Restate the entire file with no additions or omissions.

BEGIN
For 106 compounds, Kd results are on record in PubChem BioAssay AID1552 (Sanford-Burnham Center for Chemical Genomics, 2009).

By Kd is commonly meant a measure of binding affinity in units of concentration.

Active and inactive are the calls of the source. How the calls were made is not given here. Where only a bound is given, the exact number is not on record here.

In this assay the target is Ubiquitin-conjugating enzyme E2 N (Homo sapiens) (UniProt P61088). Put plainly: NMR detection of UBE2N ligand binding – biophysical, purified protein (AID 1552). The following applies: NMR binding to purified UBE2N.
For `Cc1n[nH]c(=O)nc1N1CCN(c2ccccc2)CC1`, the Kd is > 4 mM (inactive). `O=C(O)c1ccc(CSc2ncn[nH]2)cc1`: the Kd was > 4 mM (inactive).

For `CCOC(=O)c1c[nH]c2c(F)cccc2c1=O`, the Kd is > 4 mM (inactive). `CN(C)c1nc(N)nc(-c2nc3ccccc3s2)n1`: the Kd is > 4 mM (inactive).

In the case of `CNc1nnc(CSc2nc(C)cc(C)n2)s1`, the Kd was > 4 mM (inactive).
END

For 106 compounds, Kd results are on record in PubChem BioAssay AID1552 (Sanford-Burnham Center for Chemical Genomics, 2009).

By Kd is commonly meant a measure of binding affinity in units of concentration.

Active and inactive are the calls of the source. How the calls were made is not given here. Where only a bound is given, the exact number is not on record here.

In this assay the target is Ubiquitin-conjugating enzyme E2 N (Homo sapiens) (UniProt P61088). Put plainly: NMR detection of UBE2N ligand binding – biophysical, purified protein (AID 1552). The following applies: NMR binding to purified UBE2N.
For `Cc1n[nH]c(=O)nc1N1CCN(c2ccccc2)CC1`, the Kd is > 4 mM (inactive). `O=C(O)c1ccc(CSc2ncn[nH]2)cc1`: the Kd was > 4 mM (inactive).

For `CCOC(=O)c1c[nH]c2c(F)cccc2c1=O`, the Kd is > 4 mM (inactive). `CN(C)c1nc(N)nc(-c2nc3ccccc3s2)n1`: the Kd is > 4 mM (inactive).

In the case of `CNc1nnc(CSc2nc(C)cc(C)n2)s1`, the Kd was > 4 mM (inactive).